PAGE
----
I have not been written any blog entry quite long time ago. My research project, AiBO+, was not dead, but I worked hard to update the URBI 1.5 to a 2.x version. The work is not done yet, but I won 3rd price on the Gostai Open Source Contest 2010 with this subproject.
I have performance problems with Urbi 2 on Aibo; the more extensive Urbi script usage in the core of the Urbi 2 seems to slow down everything to unusable. Their plans are to move more and more scripts instead of native implementation, but it kills the performance for embedded robot systems like Aibo. If they will re-implement some performance critical parts in native C++, then the upgrade will be feasible for Aibo.
So was it a waste of time for me to work on the Urbi 2 port? No, I have great achievements like upgrading the Aibo toolchain to gcc 4.x, aggressive compiler optimisations for final binary programs for Aibo and reimplemented linking tools in Open-R. These advances push out almost everything from the RM-7000 CPU in ERS-7. Many times have been spent on these tasks. A great thing would be to upgrade the toolchain to gcc 4.4.x or later to have the MIPS specific PLT optimisations, which would boost the performance a bit more and reduce the final binary size, but I think this task is almost impossible to do without any help from Sony. I have not got any information for my current efforts. I did everything on my own and the work was hard regarding that Aibo does not have a Unix-like system, but a proprietary black-box.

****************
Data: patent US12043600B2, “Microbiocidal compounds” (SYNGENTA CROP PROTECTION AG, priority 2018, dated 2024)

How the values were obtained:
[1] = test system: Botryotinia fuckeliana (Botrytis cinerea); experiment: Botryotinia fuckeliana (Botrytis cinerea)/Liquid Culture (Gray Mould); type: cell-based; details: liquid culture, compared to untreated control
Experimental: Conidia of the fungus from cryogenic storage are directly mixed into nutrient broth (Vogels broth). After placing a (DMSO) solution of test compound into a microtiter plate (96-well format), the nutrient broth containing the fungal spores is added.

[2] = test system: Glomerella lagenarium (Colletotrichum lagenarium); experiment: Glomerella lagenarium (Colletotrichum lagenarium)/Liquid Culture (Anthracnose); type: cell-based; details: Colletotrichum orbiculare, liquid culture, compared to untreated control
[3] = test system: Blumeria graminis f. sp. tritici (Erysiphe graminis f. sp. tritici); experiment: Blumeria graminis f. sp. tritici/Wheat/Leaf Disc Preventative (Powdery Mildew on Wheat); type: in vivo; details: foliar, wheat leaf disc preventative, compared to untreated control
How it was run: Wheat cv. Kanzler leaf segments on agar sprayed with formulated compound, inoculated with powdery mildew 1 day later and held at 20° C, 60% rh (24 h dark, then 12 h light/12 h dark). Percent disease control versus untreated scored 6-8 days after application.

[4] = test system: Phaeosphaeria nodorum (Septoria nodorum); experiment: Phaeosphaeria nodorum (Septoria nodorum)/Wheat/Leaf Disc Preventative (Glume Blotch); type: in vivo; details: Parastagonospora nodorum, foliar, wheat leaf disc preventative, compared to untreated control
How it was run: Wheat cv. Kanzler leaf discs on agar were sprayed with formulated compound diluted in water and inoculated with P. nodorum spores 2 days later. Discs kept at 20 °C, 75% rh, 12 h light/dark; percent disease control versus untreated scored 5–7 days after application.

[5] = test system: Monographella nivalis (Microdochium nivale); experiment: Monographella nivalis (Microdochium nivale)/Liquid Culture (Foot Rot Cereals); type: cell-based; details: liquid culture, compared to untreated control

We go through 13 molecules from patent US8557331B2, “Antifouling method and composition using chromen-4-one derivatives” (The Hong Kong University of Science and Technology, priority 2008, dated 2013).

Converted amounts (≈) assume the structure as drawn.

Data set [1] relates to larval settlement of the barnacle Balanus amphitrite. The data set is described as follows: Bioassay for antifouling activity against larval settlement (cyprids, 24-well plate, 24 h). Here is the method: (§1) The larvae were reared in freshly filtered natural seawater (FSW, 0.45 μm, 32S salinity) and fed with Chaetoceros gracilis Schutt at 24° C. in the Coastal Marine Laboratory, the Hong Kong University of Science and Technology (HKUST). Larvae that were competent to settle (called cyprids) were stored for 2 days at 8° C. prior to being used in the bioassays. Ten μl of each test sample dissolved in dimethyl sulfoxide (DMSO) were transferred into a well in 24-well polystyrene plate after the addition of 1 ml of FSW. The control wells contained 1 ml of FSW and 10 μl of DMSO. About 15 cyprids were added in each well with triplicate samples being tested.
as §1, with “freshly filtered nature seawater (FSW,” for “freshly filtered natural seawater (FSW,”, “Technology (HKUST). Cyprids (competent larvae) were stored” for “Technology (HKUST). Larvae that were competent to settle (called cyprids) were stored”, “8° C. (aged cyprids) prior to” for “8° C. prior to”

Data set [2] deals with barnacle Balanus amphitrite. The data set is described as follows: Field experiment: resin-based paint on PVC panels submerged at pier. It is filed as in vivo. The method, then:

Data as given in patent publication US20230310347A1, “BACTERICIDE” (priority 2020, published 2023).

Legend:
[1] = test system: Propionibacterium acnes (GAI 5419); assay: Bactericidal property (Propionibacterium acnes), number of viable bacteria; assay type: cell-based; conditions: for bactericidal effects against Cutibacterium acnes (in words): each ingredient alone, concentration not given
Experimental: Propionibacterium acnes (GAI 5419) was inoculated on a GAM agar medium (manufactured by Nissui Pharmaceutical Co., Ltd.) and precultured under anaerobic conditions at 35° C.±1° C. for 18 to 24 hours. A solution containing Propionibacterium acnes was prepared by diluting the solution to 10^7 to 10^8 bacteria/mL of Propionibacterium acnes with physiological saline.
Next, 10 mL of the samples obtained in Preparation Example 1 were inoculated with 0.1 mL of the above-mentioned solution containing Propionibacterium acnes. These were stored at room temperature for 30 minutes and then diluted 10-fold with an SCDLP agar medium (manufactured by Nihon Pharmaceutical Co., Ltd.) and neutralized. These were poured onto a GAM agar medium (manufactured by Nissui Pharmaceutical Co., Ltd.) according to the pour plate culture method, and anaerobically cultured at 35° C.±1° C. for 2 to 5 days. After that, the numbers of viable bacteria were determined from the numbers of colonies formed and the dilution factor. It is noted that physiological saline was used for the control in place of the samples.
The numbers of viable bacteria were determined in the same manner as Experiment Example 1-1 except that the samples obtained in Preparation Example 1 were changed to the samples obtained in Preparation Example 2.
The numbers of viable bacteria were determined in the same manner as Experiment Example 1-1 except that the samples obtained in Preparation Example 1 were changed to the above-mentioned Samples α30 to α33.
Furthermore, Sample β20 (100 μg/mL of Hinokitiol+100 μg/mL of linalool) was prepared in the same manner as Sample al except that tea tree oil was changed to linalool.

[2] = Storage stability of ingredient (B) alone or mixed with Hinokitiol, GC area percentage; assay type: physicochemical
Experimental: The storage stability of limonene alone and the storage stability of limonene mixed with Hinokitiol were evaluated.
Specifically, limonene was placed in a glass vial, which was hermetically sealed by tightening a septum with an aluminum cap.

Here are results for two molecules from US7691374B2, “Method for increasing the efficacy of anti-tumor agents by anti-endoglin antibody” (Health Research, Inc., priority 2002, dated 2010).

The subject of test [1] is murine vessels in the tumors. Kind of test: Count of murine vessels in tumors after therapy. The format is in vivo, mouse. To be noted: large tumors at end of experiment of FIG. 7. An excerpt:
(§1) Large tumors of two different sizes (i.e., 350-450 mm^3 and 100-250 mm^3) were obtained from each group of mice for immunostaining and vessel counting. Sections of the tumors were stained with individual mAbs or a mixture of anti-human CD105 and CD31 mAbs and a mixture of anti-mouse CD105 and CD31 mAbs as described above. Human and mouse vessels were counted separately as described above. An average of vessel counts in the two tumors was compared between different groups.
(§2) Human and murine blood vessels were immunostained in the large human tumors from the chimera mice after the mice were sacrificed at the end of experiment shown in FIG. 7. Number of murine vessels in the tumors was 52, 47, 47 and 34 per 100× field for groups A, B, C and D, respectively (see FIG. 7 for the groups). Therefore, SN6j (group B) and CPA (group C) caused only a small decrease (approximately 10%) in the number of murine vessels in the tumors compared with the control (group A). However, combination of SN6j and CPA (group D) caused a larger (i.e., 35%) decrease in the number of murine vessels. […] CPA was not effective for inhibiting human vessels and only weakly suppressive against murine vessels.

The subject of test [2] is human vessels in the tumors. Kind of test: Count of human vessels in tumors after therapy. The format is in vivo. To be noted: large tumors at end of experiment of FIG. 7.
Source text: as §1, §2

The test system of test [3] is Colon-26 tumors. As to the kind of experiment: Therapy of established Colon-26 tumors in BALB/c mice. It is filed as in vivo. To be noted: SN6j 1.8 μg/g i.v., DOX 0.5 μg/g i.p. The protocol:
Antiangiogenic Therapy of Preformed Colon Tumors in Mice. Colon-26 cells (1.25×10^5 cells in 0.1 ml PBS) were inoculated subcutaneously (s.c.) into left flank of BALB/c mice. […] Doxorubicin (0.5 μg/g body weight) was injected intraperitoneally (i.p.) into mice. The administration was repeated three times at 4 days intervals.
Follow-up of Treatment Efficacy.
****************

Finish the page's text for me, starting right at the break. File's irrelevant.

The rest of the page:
The future is to re-implement some low-level functions to replace the Urbi 1.5 completely and start to implement locomotion functions from zero. I have not found too much reusable open-source software for this, although I will use, if there is something useful. Aibo joints have not been moved since half-year ago, so I am very keen to implement these functions. Aibo movements are hard-coded in the official Sony Mind software and in Urbi, so it will be very interesting to implement such movements affected by the forces in the joints and the environment objects.
Now, the fetching of the sensor data, images are done and I am able to ping my native AiBO+ server on the robot. An other cool thing that the WiFi LED shows if the AiBO+ client is connected to the robot and the LEDs on the back of the robot show the battery status. My general plan with the client-server architecture changed a bit and I will implement many functions on the robot, so if there is no connection to a computer client, only some heavy function will not be available, but the locomotion and other lower level function will work.
Let's see the future!